Letter | Published:

Feedback control of AHR signalling regulates intestinal immunity

Nature volume 542, pages 242245 (09 February 2017) | Download Citation

Abstract

The aryl hydrocarbon receptor (AHR) recognizes xenobiotics as well as natural compounds such as tryptophan metabolites, dietary components and microbiota-derived factors1,2,3,4, and it is important for maintenance of homeostasis at mucosal surfaces. AHR activation induces cytochrome P4501 (CYP1) enzymes, which oxygenate AHR ligands, leading to their metabolic clearance and detoxification5. Thus, CYP1 enzymes have an important feedback role that curtails the duration of AHR signalling6, but it remains unclear whether they also regulate AHR ligand availability in vivo. Here we show that dysregulated expression of Cyp1a1 in mice depletes the reservoir of natural AHR ligands, generating a quasi AHR-deficient state. Constitutive expression of Cyp1a1 throughout the body or restricted specifically to intestinal epithelial cells resulted in loss of AHR-dependent type 3 innate lymphoid cells and T helper 17 cells and increased susceptibility to enteric infection. The deleterious effects of excessive AHR ligand degradation on intestinal immune functions could be counter-balanced by increasing the intake of AHR ligands in the diet. Thus, our data indicate that intestinal epithelial cells serve as gatekeepers for the supply of AHR ligands to the host and emphasize the importance of feedback control in modulating AHR pathway activation.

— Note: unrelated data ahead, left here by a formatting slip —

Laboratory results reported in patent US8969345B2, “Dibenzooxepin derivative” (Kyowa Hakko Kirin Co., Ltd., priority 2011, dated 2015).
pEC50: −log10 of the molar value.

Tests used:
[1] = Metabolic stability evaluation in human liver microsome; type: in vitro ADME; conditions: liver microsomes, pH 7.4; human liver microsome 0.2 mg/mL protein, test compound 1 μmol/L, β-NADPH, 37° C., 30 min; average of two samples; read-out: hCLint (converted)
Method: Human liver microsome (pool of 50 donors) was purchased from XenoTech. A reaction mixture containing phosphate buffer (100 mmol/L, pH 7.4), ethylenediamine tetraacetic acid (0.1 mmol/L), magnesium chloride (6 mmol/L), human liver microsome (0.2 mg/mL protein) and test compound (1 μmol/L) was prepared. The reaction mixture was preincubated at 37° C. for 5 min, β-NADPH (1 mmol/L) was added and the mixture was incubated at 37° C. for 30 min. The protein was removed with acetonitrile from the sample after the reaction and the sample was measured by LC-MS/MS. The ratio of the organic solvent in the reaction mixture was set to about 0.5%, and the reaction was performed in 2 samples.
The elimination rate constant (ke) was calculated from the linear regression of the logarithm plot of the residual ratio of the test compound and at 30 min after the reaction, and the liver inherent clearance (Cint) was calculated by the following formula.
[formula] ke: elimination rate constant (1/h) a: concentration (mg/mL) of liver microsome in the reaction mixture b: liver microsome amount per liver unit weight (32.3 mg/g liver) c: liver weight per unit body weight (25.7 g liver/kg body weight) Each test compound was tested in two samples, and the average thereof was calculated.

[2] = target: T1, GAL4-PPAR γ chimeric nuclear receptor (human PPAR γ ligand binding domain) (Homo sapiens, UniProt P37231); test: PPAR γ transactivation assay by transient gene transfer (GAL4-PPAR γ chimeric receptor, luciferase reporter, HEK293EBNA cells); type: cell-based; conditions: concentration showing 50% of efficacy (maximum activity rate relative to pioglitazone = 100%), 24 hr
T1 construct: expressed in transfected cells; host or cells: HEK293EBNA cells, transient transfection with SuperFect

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Acknowledgements

This work was supported by the Francis Crick Institute which receives its core funding from Cancer Research UK, The UK Medical Research Council and the Wellcome Trust. We would like to acknowledge the Biological Research Facility at the Francis Crick Institute for expert breeding and maintenance of our mouse strains, the Histopathology Facility for help with sections and staining and the Flow Cytometry Facility. We thank G. Frankel (Imperial College) for the gift of antiserum to C. rodentium and Genentech, South San Francisco, California, for providing anti-IL-22 and IL-22–Fc. The study was supported by a Wellcome Advanced Investigator Grant (B.S.) and a Sir Henry Wellcome Fellowship and the Fondation Acteria (C.S.). C.H. and C.R.W. are funded by Cancer Research UK Programme Grant C4639/A10822. E.W. is funded by the Swedish Research Council FORMAS and D.N. by National Institute of Environmental Health Sciences, NIH grant R01 ES014403.

Author information

Affiliations

  1. The Francis Crick Institute, London, UK

    • Chris Schiering
    • , Amina Metidji
    • , Andrea Iseppon
    • , Ying Li
    • , Sara Omenetti
    •  & Brigitta Stockinger
  2. Swedish Toxicology Sciences Research Center, Södertälje, Sweden

    • Emma Wincent
  3. Institute of Immunology and Infection Research, The University of Edinburgh, Edinburgh, UK

    • Alexandre J. Potocnik
  4. Dundee University School of Medicine, Division of Cancer Research, Dundee, UK

    • Colin J. Henderson
    •  & C. Roland Wolf
  5. University of Cincinnati, Department of Environmental Health, Cincinnati, Ohio, USA

    • Daniel W. Nebert

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Contributions

C.S. designed, performed and analysed most of the experiments with input from A.M. A.I., Y.L., S.O. and E.W. performed the metabolic studies. A.P. assisted in designing the construct for R26Cyp1a1 mice, C.J.H. and C.R.W. provided Cyp1a1 reporter mice, and D.W.N. provided Cyp1-knockout mice. B.S. conceived the project and wrote the manuscript together with C.S.

Competing interests

The authors declare no competing financial interests.

Corresponding author

Correspondence to Brigitta Stockinger.

Reviewer Information Nature thanks H. Sokol and the other anonymous reviewer(s) for their contribution to the peer review of this work.

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DOI

https://doi.org/10.1038/nature21080

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